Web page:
5 Defining Moments: B.J. Penn

By Mark Raymundo Dec 20, 2018

UFC 232 is now available on Amazon Prime.

Some itches can’t easily be relieved.

Take the case of Ultimate Fighting Championship Hall of Famer B.J. Penn, who is making yet another comeback as he faces fellow jiu-jitsu phenom Ryan Hall at UFC 232. As “The Prodigy” approaches his 29th professional fight, let’s look back on some of his career-defining moments.

1. Jiu-Jitsu Prodigy

Penn started training Brazilian jiu-jitsu when he was 17 years-old in his native of Hawaii. After about three years, he accomplished an unprecedented feat, earning his black belt from Andre Pederneiras and becoming the first non-Brazilian to win the World Jiu-Jitsu Championships (typically, it takes an average practitioner around 10 years to get his black belt). News of a jiu-jitsu prodigy reached the UFC, who convinced Penn to venture into MMA. Then on May 4, 2001, Penn made his professional debut opposite Joey Gilbert.

2. Exacting Revenge

Early UFC lightweight king Jens Pulver dealt Penn the first loss of his young career at UFC 35. They first met at a time when Penn was already making a name for himself, having quickly disposed of Gilbert, Din Thomas and Caol Uno. And while Penn came close to beating Pulver, the champion made it clear that his title reign wasn’t over yet as he won by majority decision. With enough motivation, Penn submitted his rival when they met again at “The Ultimate Fighter” Season 5 Finale.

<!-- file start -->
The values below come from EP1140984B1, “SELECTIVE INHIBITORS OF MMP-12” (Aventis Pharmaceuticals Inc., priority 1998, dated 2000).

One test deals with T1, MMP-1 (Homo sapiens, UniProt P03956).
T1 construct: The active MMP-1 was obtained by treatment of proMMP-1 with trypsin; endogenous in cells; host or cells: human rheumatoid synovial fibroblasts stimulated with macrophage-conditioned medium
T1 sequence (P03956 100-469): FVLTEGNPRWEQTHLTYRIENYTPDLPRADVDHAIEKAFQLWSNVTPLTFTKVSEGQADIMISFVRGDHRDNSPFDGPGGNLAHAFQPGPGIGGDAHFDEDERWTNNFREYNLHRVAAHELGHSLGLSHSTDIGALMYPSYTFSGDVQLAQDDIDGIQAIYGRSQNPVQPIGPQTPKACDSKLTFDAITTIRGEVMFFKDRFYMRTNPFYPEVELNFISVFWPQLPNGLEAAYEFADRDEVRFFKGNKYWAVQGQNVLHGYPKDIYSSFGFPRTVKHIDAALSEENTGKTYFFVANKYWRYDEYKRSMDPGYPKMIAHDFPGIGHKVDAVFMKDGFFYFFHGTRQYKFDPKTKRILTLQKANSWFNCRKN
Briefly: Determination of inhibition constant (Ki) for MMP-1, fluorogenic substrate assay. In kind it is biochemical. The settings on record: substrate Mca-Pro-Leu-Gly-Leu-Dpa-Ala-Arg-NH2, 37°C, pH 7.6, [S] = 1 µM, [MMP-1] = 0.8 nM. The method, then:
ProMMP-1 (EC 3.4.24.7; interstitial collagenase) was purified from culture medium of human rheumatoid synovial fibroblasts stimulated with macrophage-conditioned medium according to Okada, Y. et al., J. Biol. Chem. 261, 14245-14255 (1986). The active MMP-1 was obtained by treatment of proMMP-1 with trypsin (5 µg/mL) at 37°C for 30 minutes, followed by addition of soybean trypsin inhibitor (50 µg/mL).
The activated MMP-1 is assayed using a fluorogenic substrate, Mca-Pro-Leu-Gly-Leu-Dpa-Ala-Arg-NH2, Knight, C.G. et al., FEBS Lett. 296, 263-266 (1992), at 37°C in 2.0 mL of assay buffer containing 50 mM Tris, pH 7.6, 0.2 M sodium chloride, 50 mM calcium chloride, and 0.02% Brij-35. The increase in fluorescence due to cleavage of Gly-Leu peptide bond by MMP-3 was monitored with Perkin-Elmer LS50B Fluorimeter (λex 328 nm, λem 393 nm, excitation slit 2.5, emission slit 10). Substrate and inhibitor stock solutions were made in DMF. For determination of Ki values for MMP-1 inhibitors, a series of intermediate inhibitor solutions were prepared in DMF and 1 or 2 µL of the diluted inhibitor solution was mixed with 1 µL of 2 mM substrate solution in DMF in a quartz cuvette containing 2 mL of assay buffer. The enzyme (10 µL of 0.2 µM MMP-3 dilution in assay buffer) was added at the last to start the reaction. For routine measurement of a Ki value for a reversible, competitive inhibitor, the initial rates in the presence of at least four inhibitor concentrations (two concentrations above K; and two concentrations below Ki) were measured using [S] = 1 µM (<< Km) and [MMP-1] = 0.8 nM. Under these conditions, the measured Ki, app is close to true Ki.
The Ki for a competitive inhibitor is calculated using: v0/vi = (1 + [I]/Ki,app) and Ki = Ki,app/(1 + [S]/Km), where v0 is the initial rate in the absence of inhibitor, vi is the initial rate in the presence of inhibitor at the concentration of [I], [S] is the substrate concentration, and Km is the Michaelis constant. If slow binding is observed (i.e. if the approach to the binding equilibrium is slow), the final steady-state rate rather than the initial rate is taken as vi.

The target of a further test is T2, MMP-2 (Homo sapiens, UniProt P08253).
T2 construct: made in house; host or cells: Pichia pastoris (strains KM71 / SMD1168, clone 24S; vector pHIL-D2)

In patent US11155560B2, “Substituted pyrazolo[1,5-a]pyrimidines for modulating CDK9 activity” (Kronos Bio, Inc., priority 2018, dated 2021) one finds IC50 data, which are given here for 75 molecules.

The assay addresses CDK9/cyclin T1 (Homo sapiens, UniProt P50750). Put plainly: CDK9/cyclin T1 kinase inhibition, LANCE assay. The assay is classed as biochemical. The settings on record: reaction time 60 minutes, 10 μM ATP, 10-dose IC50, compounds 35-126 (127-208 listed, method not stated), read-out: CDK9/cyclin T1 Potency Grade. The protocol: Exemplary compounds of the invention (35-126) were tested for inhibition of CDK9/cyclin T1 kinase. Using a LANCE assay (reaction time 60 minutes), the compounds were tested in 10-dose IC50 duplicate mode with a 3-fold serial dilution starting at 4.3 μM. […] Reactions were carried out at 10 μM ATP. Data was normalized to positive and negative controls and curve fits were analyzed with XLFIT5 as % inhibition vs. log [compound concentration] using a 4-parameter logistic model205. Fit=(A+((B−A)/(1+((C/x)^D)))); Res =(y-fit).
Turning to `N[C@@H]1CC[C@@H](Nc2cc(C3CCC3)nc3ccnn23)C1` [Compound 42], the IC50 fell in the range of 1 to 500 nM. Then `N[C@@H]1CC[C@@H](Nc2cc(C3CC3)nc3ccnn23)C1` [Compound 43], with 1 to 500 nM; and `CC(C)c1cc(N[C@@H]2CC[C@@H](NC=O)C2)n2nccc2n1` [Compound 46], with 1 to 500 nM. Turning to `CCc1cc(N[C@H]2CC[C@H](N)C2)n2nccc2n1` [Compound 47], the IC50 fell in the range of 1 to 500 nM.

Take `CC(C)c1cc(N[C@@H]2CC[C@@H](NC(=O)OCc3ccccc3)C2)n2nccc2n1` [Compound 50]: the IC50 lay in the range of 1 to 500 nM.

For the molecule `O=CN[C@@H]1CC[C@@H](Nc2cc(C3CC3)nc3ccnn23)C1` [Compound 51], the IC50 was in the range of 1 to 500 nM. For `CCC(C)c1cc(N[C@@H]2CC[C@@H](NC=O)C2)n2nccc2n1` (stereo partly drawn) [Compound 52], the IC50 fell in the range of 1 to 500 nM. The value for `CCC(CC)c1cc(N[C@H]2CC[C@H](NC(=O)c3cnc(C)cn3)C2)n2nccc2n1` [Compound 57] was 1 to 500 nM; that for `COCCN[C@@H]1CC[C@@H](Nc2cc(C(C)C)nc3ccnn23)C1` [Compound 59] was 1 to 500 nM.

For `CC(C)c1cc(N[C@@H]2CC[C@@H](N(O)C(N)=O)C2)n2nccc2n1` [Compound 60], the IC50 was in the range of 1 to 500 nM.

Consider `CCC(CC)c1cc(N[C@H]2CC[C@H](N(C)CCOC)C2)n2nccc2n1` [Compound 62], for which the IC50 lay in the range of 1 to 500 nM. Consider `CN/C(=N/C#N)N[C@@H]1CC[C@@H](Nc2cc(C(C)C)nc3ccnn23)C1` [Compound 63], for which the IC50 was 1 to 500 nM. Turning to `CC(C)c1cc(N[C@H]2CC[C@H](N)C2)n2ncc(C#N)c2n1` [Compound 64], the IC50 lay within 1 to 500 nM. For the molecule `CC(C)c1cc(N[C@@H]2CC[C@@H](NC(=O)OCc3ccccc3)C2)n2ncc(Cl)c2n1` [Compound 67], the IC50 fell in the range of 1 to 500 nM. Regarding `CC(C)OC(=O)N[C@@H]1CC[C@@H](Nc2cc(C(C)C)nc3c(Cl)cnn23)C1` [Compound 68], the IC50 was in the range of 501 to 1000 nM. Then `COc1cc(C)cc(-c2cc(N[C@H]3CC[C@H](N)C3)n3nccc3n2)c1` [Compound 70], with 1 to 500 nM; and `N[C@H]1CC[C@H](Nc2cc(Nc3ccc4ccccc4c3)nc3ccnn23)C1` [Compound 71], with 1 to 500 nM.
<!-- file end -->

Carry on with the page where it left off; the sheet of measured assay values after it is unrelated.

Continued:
3. Landmark Trilogy

When Penn moved up to welterweight to challenge Matt Hughes for the title at UFC 46, he knew he was facing someone with a legendary status. Hughes had defended the championship five times and was running out of competition. But Penn did the unthinkable and choked out Hughes in the first round. Hughes then compiled five straight victories before meeting Penn in a highly-anticipated rematch at UFC 63, where he stopped the Hawaiian with a flurry of punches. Their rubber match at UFC 123 wasn’t as thrilling as Penn knocked Hughes out in just 21 seconds.

4. Two-Division Champion

As aforementioned, Penn submitted the highly favored Hughes in their initial encounter to take the UFC lightweight belt. Then at UFC 80, he became only the second man at the time to win titles in two different divisions by knocking out Joe Stevenson in a bloody encounter. The Hawaiian celebrated by licking Stevenson’s blood off his gloves, in what is now an iconic highlight.

5. Remarkable Duels

Penn was poised to give Georges St. Pierre the toughest fight of his career, and he did just that when they met for a title eliminator at UFC 58. Still, his efforts weren’t enough in the eyes of the judges as he lost by a disputable split decision. St. Pierre went on to capture the welterweight title, but when they rematched at UFC 94, Penn had already built a legacy. This time, however, St. Pierre appeared more prepared, forcing a corner stoppage after four rounds.

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